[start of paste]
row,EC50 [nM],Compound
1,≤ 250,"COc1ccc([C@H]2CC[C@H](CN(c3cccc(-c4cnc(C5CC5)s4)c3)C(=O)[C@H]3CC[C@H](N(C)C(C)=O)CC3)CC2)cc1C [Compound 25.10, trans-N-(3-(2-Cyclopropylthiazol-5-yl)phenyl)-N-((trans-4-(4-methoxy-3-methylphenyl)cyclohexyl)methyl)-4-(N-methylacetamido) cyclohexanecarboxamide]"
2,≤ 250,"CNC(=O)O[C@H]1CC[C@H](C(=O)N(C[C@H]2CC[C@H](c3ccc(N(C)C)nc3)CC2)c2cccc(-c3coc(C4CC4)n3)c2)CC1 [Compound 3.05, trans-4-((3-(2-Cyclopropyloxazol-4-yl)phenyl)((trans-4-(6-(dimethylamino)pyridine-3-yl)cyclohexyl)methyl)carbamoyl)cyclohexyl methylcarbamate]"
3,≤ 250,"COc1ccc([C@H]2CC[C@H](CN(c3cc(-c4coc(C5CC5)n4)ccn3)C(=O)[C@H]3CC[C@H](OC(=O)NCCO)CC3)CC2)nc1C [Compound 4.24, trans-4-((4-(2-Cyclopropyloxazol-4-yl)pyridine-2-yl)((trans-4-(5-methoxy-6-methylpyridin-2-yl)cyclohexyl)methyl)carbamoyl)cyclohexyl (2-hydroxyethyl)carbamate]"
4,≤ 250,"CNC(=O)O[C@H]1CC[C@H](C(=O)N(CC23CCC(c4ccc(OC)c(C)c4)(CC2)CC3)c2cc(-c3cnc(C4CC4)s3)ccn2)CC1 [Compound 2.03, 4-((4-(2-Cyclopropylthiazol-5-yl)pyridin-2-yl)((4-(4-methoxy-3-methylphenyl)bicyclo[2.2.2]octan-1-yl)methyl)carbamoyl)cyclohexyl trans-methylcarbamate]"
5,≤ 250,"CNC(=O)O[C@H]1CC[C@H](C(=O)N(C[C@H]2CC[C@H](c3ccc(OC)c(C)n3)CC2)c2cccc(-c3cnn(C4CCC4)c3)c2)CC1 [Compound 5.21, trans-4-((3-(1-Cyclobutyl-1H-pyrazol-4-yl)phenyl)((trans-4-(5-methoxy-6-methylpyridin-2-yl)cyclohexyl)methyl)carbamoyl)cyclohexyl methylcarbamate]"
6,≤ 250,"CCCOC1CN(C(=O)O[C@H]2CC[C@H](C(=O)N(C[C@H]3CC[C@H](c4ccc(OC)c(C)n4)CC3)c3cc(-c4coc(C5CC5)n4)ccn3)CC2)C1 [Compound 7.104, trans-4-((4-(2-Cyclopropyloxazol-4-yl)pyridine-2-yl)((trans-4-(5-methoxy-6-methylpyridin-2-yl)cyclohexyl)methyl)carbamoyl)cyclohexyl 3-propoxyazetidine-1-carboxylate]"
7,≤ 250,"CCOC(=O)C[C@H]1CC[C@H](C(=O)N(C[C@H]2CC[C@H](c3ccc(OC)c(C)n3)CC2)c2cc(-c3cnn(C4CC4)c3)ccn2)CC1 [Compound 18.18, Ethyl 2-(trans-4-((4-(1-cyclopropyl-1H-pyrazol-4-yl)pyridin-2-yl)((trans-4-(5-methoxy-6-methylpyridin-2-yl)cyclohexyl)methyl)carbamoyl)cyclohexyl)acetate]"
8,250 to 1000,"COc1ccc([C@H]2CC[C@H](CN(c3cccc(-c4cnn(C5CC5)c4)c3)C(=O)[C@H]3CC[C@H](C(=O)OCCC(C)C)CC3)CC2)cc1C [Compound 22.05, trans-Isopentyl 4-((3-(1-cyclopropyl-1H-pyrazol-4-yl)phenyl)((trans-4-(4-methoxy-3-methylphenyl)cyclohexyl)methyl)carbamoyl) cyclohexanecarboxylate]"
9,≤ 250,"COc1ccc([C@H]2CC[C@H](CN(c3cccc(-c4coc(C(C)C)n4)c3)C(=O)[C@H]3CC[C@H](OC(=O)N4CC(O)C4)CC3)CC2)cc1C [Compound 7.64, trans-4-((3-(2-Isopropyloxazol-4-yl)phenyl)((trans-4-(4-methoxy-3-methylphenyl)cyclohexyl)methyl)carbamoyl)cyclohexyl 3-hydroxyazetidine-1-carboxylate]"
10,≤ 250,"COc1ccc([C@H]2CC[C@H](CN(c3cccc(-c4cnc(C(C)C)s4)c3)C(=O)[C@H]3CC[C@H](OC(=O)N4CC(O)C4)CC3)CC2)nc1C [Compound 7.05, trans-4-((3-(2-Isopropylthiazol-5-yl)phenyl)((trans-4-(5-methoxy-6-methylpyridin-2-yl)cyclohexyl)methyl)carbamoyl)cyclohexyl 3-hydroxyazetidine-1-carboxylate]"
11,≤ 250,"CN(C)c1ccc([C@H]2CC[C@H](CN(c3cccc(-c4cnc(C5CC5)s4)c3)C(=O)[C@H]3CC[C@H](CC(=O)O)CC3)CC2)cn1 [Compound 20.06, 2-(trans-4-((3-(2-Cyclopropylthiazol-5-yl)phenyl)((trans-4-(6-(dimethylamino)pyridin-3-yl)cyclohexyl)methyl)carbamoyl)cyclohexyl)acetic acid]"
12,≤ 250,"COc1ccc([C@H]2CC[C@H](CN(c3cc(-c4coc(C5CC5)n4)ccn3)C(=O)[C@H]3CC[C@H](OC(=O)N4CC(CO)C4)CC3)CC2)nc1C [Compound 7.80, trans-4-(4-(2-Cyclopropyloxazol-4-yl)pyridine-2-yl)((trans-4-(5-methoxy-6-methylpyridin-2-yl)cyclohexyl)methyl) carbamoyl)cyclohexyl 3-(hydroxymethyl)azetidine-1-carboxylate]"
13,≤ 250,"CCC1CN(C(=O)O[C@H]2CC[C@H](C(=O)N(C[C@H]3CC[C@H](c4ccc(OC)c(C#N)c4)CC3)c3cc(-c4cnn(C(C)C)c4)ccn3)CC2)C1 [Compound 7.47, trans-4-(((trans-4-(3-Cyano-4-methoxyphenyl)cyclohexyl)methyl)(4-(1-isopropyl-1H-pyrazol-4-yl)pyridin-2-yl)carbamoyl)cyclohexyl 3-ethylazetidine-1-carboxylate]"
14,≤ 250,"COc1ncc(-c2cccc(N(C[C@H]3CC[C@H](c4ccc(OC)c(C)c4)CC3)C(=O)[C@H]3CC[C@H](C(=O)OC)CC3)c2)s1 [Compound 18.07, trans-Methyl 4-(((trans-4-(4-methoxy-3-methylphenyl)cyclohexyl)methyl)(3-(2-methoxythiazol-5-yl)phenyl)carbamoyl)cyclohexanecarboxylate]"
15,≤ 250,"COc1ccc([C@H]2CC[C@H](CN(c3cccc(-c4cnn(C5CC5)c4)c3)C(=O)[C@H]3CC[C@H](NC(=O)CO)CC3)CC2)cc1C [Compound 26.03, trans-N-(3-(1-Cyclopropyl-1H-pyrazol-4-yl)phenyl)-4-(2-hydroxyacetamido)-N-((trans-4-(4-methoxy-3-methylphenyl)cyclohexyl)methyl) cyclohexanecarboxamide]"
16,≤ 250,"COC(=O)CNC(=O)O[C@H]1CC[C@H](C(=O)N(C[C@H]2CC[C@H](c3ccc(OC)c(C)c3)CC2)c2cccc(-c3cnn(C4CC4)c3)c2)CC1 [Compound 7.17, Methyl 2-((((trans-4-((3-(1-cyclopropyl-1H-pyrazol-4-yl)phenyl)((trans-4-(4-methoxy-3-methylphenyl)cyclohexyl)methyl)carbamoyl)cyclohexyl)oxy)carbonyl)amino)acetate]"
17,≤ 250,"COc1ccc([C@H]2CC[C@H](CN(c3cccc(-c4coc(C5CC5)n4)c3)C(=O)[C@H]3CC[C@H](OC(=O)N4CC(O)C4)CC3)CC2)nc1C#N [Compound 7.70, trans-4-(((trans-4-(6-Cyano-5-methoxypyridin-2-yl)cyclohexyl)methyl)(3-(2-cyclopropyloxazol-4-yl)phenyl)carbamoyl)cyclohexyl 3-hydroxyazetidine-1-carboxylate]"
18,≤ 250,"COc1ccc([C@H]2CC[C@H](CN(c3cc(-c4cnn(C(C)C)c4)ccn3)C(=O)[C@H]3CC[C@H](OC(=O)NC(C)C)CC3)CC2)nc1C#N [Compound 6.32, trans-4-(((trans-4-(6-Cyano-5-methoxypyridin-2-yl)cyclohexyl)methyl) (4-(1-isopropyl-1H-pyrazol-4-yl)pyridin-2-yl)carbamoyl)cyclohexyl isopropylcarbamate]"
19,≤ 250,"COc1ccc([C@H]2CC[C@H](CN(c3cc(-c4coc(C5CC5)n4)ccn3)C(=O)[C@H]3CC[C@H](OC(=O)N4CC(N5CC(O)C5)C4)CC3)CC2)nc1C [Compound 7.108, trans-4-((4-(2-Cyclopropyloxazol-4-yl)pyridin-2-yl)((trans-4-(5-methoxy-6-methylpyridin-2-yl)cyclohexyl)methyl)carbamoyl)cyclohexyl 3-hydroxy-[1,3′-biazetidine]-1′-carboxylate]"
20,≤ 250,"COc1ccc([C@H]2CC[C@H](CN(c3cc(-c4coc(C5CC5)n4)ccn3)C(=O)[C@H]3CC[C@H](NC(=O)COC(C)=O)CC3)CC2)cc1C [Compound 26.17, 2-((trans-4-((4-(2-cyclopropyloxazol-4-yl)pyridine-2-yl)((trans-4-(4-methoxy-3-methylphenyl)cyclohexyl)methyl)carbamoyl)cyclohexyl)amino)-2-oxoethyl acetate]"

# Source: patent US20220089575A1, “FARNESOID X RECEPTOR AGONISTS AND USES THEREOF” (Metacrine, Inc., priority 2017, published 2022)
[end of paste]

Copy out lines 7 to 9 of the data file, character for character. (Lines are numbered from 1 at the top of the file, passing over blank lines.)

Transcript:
6,≤ 250,"CCCOC1CN(C(=O)O[C@H]2CC[C@H](C(=O)N(C[C@H]3CC[C@H](c4ccc(OC)c(C)n4)CC3)c3cc(-c4coc(C5CC5)n4)ccn3)CC2)C1 [Compound 7.104, trans-4-((4-(2-Cyclopropyloxazol-4-yl)pyridine-2-yl)((trans-4-(5-methoxy-6-methylpyridin-2-yl)cyclohexyl)methyl)carbamoyl)cyclohexyl 3-propoxyazetidine-1-carboxylate]"
7,≤ 250,"CCOC(=O)C[C@H]1CC[C@H](C(=O)N(C[C@H]2CC[C@H](c3ccc(OC)c(C)n3)CC2)c2cc(-c3cnn(C4CC4)c3)ccn2)CC1 [Compound 18.18, Ethyl 2-(trans-4-((4-(1-cyclopropyl-1H-pyrazol-4-yl)pyridin-2-yl)((trans-4-(5-methoxy-6-methylpyridin-2-yl)cyclohexyl)methyl)carbamoyl)cyclohexyl)acetate]"
8,250 to 1000,"COc1ccc([C@H]2CC[C@H](CN(c3cccc(-c4cnn(C5CC5)c4)c3)C(=O)[C@H]3CC[C@H](C(=O)OCCC(C)C)CC3)CC2)cc1C [Compound 22.05, trans-Isopentyl 4-((3-(1-cyclopropyl-1H-pyrazol-4-yl)phenyl)((trans-4-(4-methoxy-3-methylphenyl)cyclohexyl)methyl)carbamoyl) cyclohexanecarboxylate]"